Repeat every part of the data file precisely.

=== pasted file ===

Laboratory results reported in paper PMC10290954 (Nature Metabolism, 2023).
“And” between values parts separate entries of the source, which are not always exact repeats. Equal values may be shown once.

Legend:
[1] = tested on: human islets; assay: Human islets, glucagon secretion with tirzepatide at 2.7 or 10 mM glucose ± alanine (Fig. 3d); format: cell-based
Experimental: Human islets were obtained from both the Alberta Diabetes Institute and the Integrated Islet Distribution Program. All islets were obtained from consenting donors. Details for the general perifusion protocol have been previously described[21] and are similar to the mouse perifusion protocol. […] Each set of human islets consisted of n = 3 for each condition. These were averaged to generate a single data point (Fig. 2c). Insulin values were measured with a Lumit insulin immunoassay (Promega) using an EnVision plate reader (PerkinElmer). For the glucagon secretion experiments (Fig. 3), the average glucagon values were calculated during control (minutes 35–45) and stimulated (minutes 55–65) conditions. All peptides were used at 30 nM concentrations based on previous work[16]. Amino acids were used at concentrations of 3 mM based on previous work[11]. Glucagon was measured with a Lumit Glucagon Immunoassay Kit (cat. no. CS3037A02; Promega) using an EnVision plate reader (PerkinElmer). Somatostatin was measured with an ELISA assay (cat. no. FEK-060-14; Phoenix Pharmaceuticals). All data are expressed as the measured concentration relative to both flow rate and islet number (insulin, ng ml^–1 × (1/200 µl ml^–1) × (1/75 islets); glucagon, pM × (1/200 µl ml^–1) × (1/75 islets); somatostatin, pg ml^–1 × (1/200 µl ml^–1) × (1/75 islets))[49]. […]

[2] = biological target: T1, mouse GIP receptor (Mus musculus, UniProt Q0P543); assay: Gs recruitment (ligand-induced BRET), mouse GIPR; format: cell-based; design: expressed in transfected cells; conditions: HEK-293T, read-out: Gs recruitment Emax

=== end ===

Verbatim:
Laboratory results reported in paper PMC10290954 (Nature Metabolism, 2023).
“And” between values parts separate entries of the source, which are not always exact repeats. Equal values may be shown once.

Legend:
[1] = tested on: human islets; assay: Human islets, glucagon secretion with tirzepatide at 2.7 or 10 mM glucose ± alanine (Fig. 3d); format: cell-based
Experimental: Human islets were obtained from both the Alberta Diabetes Institute and the Integrated Islet Distribution Program. All islets were obtained from consenting donors. Details for the general perifusion protocol have been previously described[21] and are similar to the mouse perifusion protocol. […] Each set of human islets consisted of n = 3 for each condition. These were averaged to generate a single data point (Fig. 2c). Insulin values were measured with a Lumit insulin immunoassay (Promega) using an EnVision plate reader (PerkinElmer). For the glucagon secretion experiments (Fig. 3), the average glucagon values were calculated during control (minutes 35–45) and stimulated (minutes 55–65) conditions. All peptides were used at 30 nM concentrations based on previous work[16]. Amino acids were used at concentrations of 3 mM based on previous work[11]. Glucagon was measured with a Lumit Glucagon Immunoassay Kit (cat. no. CS3037A02; Promega) using an EnVision plate reader (PerkinElmer). Somatostatin was measured with an ELISA assay (cat. no. FEK-060-14; Phoenix Pharmaceuticals). All data are expressed as the measured concentration relative to both flow rate and islet number (insulin, ng ml^–1 × (1/200 µl ml^–1) × (1/75 islets); glucagon, pM × (1/200 µl ml^–1) × (1/75 islets); somatostatin, pg ml^–1 × (1/200 µl ml^–1) × (1/75 islets))[49]. […]

[2] = biological target: T1, mouse GIP receptor (Mus musculus, UniProt Q0P543); assay: Gs recruitment (ligand-induced BRET), mouse GIPR; format: cell-based; design: expressed in transfected cells; conditions: HEK-293T, read-out: Gs recruitment Emax